Should Global Warming Be Inculcated In Our Education System?

Posted on December 29, 2009 in Learning+, unEarthed

Monadhika Sharma:

Global issues are not solved within the four walls of a scientist’s laboratory. They need to be brought to the knowledge of an average individual. And informing youth is the best way to begin.

Global warming, “is the increase in the average temperature of the Earth’s near-surface air and oceans since the mid-20th century and its projected continuation.” It is caused by “greenhouse gases” that include carbon dioxide, water vapor, methane and nitrous oxide. These gases have the property to ‘trap’ the heat coming from the sun thus increasing the average surface temperature of the earth. Global surface temperature increased by approximately 0.74 °C between the start and the end of the 20th century. IPCC (Intergovernmental Panel on Climate Change) report indicates that the global surface temperature is likely to rise a further 1.1 to 6.4 °C during the 21st century.

If the topic of global warming is included in the curriculum of higher education as a non evaluative subject, it will definitely be beneficial as we will be imparting knowledge about this phenomenon to the youth, which is responsible for all the future effects on the environment.

If a whole generation of engineers and scientists know about this impact of global warming on our ecosystem, the future technology will have the inventions that do not worsen the present condition or even contribute to solve it.

The main causes for the global warming are attributed to release of green house gases by human activities. When an entire generation will be wary of its ill effects, even the small steps taken to prevent the production of these greenhouse gases can make a huge difference. This is very crucial since the projections of climate change depend heavily upon future human activity.

It’s an interesting fact to know that buildings, both commercial and residential, represent a larger source of global warming pollution than cars and trucks. Building of these structures requires a lot of fuel to be burnt which emits a large amount of carbon dioxide in the atmosphere. The future architects and engineers who are well informed about this menace to the environment may have the solution to reduce the emission of CO2.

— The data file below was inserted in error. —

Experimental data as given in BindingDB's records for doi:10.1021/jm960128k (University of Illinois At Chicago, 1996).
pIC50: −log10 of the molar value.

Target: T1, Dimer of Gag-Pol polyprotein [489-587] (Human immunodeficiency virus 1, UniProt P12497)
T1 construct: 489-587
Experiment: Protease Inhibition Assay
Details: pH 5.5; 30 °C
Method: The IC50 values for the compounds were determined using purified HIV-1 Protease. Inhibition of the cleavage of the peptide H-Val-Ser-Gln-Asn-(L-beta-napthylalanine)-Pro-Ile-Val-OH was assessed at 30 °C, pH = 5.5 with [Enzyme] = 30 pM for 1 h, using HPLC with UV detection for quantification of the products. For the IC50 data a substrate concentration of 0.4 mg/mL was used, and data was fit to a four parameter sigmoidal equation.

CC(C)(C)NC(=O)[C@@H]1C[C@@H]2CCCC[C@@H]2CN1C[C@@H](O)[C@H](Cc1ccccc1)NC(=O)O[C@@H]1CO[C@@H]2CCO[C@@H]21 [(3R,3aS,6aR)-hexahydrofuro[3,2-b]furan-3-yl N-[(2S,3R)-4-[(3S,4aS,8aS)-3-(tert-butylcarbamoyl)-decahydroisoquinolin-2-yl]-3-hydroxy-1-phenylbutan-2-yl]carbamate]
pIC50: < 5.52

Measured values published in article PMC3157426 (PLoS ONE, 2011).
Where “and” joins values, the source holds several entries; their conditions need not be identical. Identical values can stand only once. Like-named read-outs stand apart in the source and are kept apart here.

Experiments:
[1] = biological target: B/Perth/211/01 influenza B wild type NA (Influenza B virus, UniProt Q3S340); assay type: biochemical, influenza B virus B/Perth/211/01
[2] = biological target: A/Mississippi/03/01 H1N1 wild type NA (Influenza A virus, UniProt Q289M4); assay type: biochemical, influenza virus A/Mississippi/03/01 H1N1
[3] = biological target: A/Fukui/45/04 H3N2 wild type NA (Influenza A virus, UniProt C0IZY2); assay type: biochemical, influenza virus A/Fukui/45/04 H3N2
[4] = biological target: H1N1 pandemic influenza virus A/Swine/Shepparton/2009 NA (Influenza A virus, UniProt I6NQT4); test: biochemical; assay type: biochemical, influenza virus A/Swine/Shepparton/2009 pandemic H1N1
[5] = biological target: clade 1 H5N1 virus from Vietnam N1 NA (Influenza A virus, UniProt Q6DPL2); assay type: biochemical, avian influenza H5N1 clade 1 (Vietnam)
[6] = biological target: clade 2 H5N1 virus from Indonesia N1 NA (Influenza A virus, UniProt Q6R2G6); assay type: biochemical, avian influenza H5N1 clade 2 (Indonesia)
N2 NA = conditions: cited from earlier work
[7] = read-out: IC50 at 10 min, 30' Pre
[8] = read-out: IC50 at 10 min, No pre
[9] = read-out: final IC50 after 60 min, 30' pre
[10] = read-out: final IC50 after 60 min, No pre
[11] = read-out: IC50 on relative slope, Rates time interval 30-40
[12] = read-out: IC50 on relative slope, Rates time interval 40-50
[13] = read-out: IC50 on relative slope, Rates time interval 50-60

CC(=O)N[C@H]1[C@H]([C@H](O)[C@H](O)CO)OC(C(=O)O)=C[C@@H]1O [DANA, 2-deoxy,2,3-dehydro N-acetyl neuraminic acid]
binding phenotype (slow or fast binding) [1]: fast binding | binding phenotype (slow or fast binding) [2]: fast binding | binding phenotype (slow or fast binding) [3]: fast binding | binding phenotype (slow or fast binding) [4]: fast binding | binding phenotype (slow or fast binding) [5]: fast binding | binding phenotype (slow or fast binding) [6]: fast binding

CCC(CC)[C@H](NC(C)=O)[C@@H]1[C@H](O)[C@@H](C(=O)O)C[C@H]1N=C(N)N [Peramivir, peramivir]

The second major greenhouse gas after carbon dioxide is methane which is more than 20 times as effectual as CO2 at entrapping heat in the atmosphere. Methane is obtained from resources such as rice paddies, fossil fuel manufacture etc. Almost in all parts of the world, rice is grown on flooded fields. When fields are flooded, anaerobic situation build up and the organic matter in the soil decays, releasing methane to the atmosphere. Also nitrous oxide is another green house gas. The main sources of nitrous oxide include nylon and nitric acid production, cars with catalytic converters, the use of fertilizers in agriculture and the burning of organic matter. The solutions of these problems lie with the young minds going to schools and colleges today.

‘Ignorance is bliss’ is now an obsolete saying; only knowledge and complete understanding of the subject can act as the precipitate to obtaining the answer. Global warming should be added as a non-evaluative but compulsory subject in at least the professional courses to begin with. Who knows, the seed of ultimate breakthrough to solve the global warming issue might be planted in a young brain today…Why deprive humanity of this chance?

image: http://www.edu-design-principles.org/dp/viewFeatureDetail.php?feKey=324
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